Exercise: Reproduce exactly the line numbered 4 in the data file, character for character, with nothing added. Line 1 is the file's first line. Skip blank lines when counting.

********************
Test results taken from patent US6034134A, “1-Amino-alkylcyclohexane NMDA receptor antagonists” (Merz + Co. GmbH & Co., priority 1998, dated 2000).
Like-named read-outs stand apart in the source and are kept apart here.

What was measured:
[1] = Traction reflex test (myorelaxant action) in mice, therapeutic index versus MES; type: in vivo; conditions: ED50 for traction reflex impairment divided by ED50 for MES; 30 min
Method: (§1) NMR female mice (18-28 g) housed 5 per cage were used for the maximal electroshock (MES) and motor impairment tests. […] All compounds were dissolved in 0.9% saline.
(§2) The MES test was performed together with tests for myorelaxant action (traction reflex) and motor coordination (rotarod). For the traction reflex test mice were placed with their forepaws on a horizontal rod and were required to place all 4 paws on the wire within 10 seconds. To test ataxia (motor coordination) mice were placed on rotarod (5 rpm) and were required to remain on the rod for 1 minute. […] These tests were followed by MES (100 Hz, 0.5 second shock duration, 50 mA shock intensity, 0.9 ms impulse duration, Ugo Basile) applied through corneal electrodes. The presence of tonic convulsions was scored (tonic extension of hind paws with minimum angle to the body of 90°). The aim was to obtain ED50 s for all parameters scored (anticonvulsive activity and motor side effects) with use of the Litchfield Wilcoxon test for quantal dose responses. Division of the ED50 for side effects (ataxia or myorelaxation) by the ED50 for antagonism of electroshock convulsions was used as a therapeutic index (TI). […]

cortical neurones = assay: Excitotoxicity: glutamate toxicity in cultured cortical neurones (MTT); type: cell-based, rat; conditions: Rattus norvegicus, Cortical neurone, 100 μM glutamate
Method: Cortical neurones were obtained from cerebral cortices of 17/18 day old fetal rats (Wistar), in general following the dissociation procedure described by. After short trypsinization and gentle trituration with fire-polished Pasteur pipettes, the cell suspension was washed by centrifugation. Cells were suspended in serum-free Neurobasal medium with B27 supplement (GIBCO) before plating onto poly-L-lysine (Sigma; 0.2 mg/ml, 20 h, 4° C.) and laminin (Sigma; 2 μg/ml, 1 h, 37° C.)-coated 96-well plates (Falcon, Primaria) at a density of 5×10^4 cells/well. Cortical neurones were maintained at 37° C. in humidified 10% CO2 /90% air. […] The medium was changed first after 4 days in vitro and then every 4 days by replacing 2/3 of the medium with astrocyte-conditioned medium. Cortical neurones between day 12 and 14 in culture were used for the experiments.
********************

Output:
[1] = Traction reflex test (myorelaxant action) in mice, therapeutic index versus MES; type: in vivo; conditions: ED50 for traction reflex impairment divided by ED50 for MES; 30 min